Monday, May 16, 2016

Why Other People's Fandoms Matter (Even If You Aren't In Them)

So today we’re going to be talking about Berkshire Hathaway.

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For the uninitiated, Berkshire Hathaway is a conglomerate (group of corporations) that owns and invests in a lot of businesses. You may think you’ve never heard of Berkshire Hathaway (BRK) but if you’ve ever seen a BNSF train, eaten at a Dairy Queen, buy car insurance from GEICO, or get Duracell batteries, then you sure have. And if not, then try  Wal-Mart, AT&T, UPS, Visa, or Coca-Cola. BRK invests in them, too.

You may be like, “Heather, you are using a lot of words to say something you never talk about for a reason. Why are we discussing this?”

Well, because at the end of last month I actually went to the 51st BRK annual meeting in Omaha, Nebraska (don’t be jealous because your dad doesn’t take you cool places).

Though it was essentially a big business meeting with a trade show, the BRK meeting was just Comic Con for people in the BRK fandom. You could buy overpriced goods of all kinds! Food, kitchenware, chocolate, encyclopedias… There was a moving trade, big models of airplanes, and a house—yes, a house. After the merchandise, though, there was the most interesting part: the panel. Just like at Comic Con, they get the big names to sit down and answer the questions that matter to the fans.

Of course, at Comic Con you get people like Tom Hiddleston and Jensen Ackles whereas at the BRK meeting we got Warren Buffett and Charlie Munger.

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Listening to the panel interested me. Though I’m not a BRK investor, I realized that it’s really important to care about other people’s fandoms, even if we’re not in them. See,

Fandoms have influence. People are looking at Marvel right now because they’ve neglected the Asian representation in their movies. It’s a social issue many people care about. Likewise, BRK has an economic influence that pushes into the social realm. They have a say in how you eat, live, learn, insure, play… It’s a company that has a say in people’s lives whether they realize it or not.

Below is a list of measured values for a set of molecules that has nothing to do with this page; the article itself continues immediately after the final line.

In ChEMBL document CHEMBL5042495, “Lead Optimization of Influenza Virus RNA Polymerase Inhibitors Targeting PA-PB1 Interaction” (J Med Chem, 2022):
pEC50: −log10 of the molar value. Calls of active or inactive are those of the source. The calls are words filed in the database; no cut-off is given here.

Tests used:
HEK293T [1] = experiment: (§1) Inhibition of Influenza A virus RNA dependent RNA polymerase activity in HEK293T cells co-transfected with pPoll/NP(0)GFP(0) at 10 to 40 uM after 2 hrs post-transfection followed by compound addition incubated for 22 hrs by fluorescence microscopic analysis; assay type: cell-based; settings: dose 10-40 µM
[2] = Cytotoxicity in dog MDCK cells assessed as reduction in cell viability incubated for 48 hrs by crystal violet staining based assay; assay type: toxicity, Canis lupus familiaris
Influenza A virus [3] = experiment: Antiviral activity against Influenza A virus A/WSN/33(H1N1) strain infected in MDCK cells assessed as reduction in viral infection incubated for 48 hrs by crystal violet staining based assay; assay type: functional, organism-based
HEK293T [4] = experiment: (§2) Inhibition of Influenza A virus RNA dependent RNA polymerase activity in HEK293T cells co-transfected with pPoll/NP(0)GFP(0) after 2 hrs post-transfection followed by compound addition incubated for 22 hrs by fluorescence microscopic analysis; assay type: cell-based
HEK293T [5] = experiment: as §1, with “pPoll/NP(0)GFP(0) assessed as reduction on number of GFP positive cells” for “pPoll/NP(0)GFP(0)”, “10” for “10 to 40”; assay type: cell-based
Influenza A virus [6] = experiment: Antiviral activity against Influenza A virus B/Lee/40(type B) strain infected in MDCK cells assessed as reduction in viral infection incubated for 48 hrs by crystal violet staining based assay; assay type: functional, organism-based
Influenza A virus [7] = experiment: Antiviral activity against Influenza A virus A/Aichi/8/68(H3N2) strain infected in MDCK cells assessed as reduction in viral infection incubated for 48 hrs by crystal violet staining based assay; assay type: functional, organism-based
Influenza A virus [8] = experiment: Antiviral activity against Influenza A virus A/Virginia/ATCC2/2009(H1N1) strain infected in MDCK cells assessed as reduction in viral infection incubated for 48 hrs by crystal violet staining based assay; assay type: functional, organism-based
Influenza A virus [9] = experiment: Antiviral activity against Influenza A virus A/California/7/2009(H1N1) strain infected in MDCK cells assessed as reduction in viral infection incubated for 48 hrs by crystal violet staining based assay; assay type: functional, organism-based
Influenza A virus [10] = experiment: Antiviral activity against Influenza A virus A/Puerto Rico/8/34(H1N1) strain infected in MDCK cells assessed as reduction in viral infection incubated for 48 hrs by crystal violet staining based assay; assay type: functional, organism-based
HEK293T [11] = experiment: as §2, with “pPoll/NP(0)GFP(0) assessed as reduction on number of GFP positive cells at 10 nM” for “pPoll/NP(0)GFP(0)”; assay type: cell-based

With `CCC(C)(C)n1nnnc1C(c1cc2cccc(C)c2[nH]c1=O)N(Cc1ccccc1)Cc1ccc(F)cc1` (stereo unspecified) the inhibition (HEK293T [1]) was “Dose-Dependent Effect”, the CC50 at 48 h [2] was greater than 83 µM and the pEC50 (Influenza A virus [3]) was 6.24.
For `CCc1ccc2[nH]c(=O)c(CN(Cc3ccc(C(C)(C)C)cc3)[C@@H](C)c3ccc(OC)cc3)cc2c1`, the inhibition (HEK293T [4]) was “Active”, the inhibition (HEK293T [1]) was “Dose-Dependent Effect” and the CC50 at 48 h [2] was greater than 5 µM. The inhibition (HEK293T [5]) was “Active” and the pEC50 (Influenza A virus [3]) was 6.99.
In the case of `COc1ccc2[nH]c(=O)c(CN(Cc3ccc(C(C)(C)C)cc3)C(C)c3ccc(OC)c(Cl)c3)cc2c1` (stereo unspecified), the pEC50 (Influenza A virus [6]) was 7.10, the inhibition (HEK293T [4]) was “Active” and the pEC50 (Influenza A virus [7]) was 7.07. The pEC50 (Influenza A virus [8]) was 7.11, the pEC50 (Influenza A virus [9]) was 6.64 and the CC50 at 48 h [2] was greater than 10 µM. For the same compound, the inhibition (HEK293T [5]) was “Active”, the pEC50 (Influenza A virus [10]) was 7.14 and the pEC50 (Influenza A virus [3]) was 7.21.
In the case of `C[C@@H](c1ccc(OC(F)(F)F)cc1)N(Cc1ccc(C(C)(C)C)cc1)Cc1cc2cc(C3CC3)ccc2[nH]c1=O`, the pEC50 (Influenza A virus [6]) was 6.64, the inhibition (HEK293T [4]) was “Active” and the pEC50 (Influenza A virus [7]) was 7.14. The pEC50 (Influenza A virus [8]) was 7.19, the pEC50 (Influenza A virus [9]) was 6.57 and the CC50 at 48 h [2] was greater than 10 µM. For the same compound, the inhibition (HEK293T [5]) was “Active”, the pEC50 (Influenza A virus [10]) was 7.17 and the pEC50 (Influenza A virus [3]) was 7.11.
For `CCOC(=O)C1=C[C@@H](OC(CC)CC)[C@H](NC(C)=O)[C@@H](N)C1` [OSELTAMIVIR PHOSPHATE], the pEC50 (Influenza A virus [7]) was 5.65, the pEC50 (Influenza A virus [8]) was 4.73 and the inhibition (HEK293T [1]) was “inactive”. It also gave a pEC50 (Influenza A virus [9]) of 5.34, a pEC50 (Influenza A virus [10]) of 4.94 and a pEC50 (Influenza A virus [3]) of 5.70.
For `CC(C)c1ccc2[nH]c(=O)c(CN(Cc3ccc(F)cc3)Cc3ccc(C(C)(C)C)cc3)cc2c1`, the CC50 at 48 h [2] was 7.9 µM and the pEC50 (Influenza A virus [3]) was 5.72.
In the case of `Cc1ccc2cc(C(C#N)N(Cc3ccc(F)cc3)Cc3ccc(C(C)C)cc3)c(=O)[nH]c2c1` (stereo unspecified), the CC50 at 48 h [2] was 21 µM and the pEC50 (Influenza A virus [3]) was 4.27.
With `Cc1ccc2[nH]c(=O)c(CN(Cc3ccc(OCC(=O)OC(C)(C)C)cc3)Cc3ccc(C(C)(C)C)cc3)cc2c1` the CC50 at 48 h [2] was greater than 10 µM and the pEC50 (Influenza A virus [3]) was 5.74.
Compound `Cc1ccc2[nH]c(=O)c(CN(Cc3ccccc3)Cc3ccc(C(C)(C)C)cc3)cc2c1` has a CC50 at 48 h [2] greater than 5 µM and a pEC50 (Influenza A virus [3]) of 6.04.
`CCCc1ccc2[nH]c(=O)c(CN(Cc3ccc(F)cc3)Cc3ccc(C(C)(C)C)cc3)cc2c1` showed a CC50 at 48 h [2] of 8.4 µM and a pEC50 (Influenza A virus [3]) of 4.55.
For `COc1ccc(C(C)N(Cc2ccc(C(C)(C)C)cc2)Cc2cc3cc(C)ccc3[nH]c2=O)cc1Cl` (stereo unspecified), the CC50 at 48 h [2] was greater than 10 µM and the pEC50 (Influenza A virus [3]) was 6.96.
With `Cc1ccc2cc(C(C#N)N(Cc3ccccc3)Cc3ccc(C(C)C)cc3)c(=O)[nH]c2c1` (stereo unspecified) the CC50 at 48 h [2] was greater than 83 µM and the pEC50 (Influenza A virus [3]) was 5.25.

(BTW: BRK is a multi-national company so you aren’t exempt just because you don’t live in the States.) 

Fandoms are personal. We can all name a book or movie that literally changed our lives. BRK can change my life, too, or at least matter to it. My dad’s work’s main client is a BRK company. I can’t walk into a restaurant and fail to find Coca-Cola products. We’ve shopped at Wal-Mart. I buy ice cream from Dairy Queen. They ship my Amazon orders. BRK lives in the background of my life, and though I can ignore it, it matters to how I live.

Fandoms speak to norms. Art has the power to change the way things are. Just look at a show like Star Trek, that offered a place to explore diversity in our world by watching theirs. They even had one of the first interracial kisses on TV. The places we put our money (and companies put theirs) also have powerful effects. BRK invests a lot in Coca-Cola and it is Warren Buffett’s favorite drink, so someone asked about the morality of investing in the company. Whatever Buffett’s personal experiences with the drink, sugary drinks can kill people. And as long as people are willing to put their money in coke, it looks like it will stay.

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No matter who we are, fandoms represent the part of our lives that receive our enthusiasm and support, and return enthusiasm and support to us in their own way. We watch TV, we buy food, we invest in companies, we buy tools… Something always matters to us.

And, you know, some things matter even if we don’t care. The CEOs of BRK’s companies are mostly old white guys (with some white ladies sprinkled in there), and they hold the power over some of the things in my life. That’s why I should pay attention to the BRK fandom even though I’m not in it.

That’s why I should pay attention to a lot of other fandoms out there even though I’m not in them. Just because I don’t watch the show doesn’t mean it won’t change me.


You’re welcome.

Do you care about any fandoms you don’t participate in?


4 comments :

  1. I'm just finding it awesome that you're calling a company like this a "fandom". I CONCUR! EVERYTHING IS A FANDOM! XD (Although I've honestly never heard of BRK? Maybe it's not an Australian thing? although I dare say we have stuff like it.) Least to say -- totally agree! It's important to care about fandoms that are affecting the world on a gargantuan scale. *nods* I also suffer from second-hand-fandom-life where I end up being semi-invested in a fandom I've never participated in just because I've heard a lot about it. xD

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    1. IT WAS EXACTLY LIKE A FANDOM THOUGH. But with old white guys and money instead. *shrugs* I don't know if BRK has anything in Australia; it's definitely in Europe, though, not that you live there. :P And yes, Secondhand Fandom Syndrome is so much a part of my life...

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  2. I felt confused when reading this because you say it's a fandom but it feels like a company?

    Hmm... the lack of Asian representation is quite prevalent in the mainstream movies and tv shows :/

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    1. It is a company, like I said. The purpose of the post was to compare two different cultures (one of business and one of entertainment) that both connect in a fandom-like culture somewhere in the middle!

      And yes, yes it is.

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